Perspectives: Brett Borland, ConocoPhillips Building a career on technology innovations

Posted on 08 November 2010

By Linda Hsieh, managing editor

As manager drilling planning & operations in the global wells organization for ConocoPhillips, Brett Borland believes it’s his job “to be the foundation of support so the business units can execute their projects to the best of their abilities.”

As manager drilling planning & operations in the global wells organization for ConocoPhillips, Brett Borland believes it’s his job “to be the foundation of support so the business units can execute their projects to the best of their abilities.”

Being in the right place at the right time can make or break a career, depending on whether you can rise up to the challenge. For Brett Borland, who in 1980 was just a fresh graduate from Louisiana State University with a mechanical engineering degree who had never seen a drilling rig before in his life, he is one who rose to the challenge. He is now manager drilling planning & operations in the global wells organization for ConocoPhillips.

His first opportunity came in 1980, when Sedco sent him to a North Sea rig as a roustabout. While none of his crew mates wanted to be a roughneck because they didn’t want to do the work, he volunteered himself – even though he had been working as a roustabout for a mere five days.

Just four months later, Mr Borland again stepped up when the company was looking to fill an empty derrickman position. “People tend to wait and hope that somebody’s going to come along and lead them by the hand and guide their career. I think you need to take a more proactive role,” he said.

Within nine months of his initial job interview with Sedco, Mr Borland had been promoted to assistant driller on the Sedneth 701, drilling for Phillips Petroleum on the North Sea’s Maureen field. “Because it was a template and we were drilling very fast, the company was bringing out new technologies to us all the time to try,” he recalled. These included some of the industry’s first MWDs and automated pipe-handling tools. “Some of them worked, some of them didn’t. It was a bit of a proving ground for new tools,” he said.

Perhaps his experience on this “proving ground” shaped him into an early adopter of technology: Through his career, Mr Borland has time and again put himself in places where new and emerging technology innovations were applied and proven, from the industry’s first top drives to horizontal drilling to managed pressure drilling to casing drilling.

In the early ’80s, Mr Borland went to Abu Dhabi to work on the brand-new Sedneth 202 jackup, where the first top drives were being used in the industry in commercial applications. Because of this experience, he eventually ended up working for Varco, helping the company install the first top drives in the Gulf of Mexico. “There were three that were put in initially, and I was on the installation of all three of them,” he said.

In 1984, Mr Borland joined Houston-based Sun Exploration & Production, where he was part of a team that drilled a very early offshore well using managed pressure drilling. “It was around 1986 off the Henry Platform in the Santa Barbara Channel. We drilled two wells using air to lighten the mud hydrostatic, and the production was significantly better than we anticipated. It wasn’t until later that I realized the elimination of skin damage had improved production,” he recalled.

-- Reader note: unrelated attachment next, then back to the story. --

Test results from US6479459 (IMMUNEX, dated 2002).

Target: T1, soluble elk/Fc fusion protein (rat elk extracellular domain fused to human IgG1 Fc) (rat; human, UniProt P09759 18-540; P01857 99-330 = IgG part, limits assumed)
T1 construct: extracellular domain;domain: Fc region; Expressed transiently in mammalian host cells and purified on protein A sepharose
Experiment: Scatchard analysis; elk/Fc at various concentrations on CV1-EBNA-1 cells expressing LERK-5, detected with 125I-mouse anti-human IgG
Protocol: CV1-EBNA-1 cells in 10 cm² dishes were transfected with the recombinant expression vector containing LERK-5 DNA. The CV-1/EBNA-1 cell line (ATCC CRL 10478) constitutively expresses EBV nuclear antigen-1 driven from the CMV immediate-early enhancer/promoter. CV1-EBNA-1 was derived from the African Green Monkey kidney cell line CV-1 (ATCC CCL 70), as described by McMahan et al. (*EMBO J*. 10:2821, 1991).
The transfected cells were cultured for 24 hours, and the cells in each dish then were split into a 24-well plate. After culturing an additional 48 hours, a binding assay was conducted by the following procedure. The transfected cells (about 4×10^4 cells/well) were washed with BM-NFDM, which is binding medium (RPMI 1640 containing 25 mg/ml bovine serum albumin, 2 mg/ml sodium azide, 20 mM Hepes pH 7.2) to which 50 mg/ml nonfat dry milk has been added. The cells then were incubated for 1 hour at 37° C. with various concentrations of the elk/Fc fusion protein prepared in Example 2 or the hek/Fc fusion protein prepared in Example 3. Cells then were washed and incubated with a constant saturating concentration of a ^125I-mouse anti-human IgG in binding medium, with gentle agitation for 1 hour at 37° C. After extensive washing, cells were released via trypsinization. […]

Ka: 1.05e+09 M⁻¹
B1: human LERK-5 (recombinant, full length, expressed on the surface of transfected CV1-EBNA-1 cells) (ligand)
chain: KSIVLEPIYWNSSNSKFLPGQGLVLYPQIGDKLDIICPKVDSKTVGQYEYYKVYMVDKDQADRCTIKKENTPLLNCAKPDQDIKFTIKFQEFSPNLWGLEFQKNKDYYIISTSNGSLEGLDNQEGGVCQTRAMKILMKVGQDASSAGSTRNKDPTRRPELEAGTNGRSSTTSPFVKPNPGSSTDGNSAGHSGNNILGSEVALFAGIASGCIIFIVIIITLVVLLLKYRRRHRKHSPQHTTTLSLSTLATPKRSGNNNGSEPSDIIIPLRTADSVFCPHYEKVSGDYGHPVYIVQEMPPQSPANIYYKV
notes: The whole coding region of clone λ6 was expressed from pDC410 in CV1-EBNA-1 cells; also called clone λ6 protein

In the late ’80s, he moved onshore and worked on the industry’s first horizontal wells in the Austin Chalk. “Horizontal wells had been drilled before, but they didn’t target the reservoir to stay horizontal. I was on the first exploratory wells doing horizontal, and we found some fantastic surprises down there. Those wells made a lot more than we ever anticipated.”

By 1990, Mr Borland had joined Conoco, and he found himself again working on industry-first technology, particularly for deepwater. From 1996 to 1999, Mr Borland was part of the Deepwater Pathfinder drillship design and construction team. This drillship was one of the first in the new generation of rigs that could operate in 10,000 ft of water in the Gulf of Mexico. He is proud of the fact that this vessel and its sister ship, the Deepwater Frontier, were delivered on time and on budget.

These vessels also had the first active heave compensating drawworks and incorporated cyber-based drill floor control systems, along with extensive use of variable frequency drives in first-time drilling system applications. Mr Borland and his team members received an Engineering Excellence Award from DuPont for this project in May 1999.

Since then, he’s also worked on innovative applications of casing drilling: The industry’s first offshore directional drilling-with-casing well was completed about five years ago on Norway’s Elkfisk Platform. “Casing drilling has become a standard practice for us over there now,” he said.

Mr Borland believes that, although the bar has been raised in terms of technology applications in today’s high-cost market, industry must push ahead with innovation. “In some places you can’t get the well down without enabling tools like managed pressure drilling or casing drilling. We need to continue developing more tools for the toolkit so we can pull them out when we need them.”

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